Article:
St. Paul, Minn. — In 2003, lawmakers and Gov. Pawlenty reformed the way state government distributes aid money to Minnesota cities -- but they unintentionally let a stray paragraph from the old law remain in the new language, creating a bit of confusion.
Last year, Pawlenty disbursed more than $400 million based on legislative intent, rather than the letter of the law. But lawmakers failed to correct the mistake this past spring, and Pawlenty says he now feels obliged to follow the law, defects and all.
For Minneapolis, that could mean a loss of $12 million. For St. Paul, it could be more than $3 million. St. Paul Mayor Randy Kelly says that will come on top of cuts previously made.
"Losing significant portions of local government aid is something that I can certainly understand, as part of extraordinary actions to combat a historic state budget deficit," Kelly says. "But I absolutely cannot understand it when it results from the continuation of a technical drafting error."
Kelly and other mayors say lawmakers only need to remove the misplaced paragraph -- and that they could do so quickly and easily in a short special legislative session. The fix is urgent, they say, because cities will begin setting next year's budgets in September. And with the confusing law dangling over their heads, they say they'll need to prepare a different budget for each possible scenario and consider otherwise unnecessary tax increases.
Kelly says he'd propose a 5 percent property tax hike in St. Paul. It would be the first time the city's property tax has risen in 10 years.
Pawlenty spokesman Dan Wolter says the governor is aware of the problem -- and he says Pawlenty is willing to call a special session. But Wolter says the governor has little hope that lawmakers will act promptly if they don't have pre-set ground rules. And he says Senate Democrats, in particular, are unwilling to accept a clear deadline for completing their work.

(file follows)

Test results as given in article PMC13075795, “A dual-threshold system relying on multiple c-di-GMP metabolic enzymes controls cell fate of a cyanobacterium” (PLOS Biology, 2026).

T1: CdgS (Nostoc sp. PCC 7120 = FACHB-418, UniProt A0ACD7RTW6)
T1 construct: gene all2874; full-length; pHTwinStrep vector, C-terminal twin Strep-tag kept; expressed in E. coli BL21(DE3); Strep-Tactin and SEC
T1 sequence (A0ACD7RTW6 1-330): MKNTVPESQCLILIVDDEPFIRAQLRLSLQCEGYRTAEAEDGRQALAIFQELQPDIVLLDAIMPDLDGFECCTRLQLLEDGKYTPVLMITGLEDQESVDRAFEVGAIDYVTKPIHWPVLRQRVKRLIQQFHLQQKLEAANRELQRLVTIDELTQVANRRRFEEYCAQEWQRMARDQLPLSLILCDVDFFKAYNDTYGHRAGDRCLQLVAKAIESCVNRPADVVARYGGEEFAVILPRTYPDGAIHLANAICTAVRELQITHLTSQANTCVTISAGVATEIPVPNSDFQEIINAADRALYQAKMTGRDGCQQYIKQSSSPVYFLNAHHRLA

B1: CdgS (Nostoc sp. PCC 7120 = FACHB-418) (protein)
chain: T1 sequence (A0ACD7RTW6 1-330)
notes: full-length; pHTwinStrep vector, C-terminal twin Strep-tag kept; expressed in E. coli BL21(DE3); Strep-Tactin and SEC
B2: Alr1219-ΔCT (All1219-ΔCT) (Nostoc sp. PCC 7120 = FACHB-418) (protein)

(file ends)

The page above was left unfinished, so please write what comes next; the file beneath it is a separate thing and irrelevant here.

"We keep getting the same thing back, 'Sure we want to have a special session, but we want to have a summer full of legislators in St. Paul debating before we do anything.' And we just don't have -- after this session in particular -- we don't have confidence in the process enough to let that happen," says Wolter.
The mayors say if a special session is unlikely, the governor should act as he did last year and disburse money according to legislative intent, rather than the law's exact wording. Some Senate Democrats have advanced a similar argument.
DFL Assistant Senate Majority Leader Ann Rest of New Hope says a special session would offer a cleaner resolution. But Rest says Democrats don't want everything decided ahead of time in private.
"We are indeed committed to a process that has these items and agendas discussed in public and decisions made in public, rather than behind closed doors," Rest says. "And I would hope that we could come to an agreement on that as well."
Rest says Senate leaders are willing to discuss possible deadlines or how to define the agenda.
But Republican House Speaker Steve Sviggum says that's just a recipe for endless negotiations. Sviggum says House and Senate lawmakers have already passed several provisions in common -- including the LGA fix, restored funding for public defenders, and tougher sentences for sex offenders.
"We should be able to have a short special session on those consensus items. Republicans will support that. The governor will support that. The holdup is Democrats," Sviggum says.
The finger-pointing, however, isn't providing much comfort to city officials. Jeff Thompson, the mayor of Paynesville, says city residents will demand answers if services are cut or taxes rise because of the error.
"It's not the governor, Senate majority leader, or speaker of the House who's going to get the phone calls. It's going to be me, and the other 75 percent of Minnesota's cities' mayors and council members, whose cities are going into the 2005 budget cycle blindsided and hogtied by legislative inaction and political stubbornness," says Thompson.
Cities propose a provisional property tax levy in September. That number is finalized in December, before lawmakers could return in their next regular session to correct the drafting error.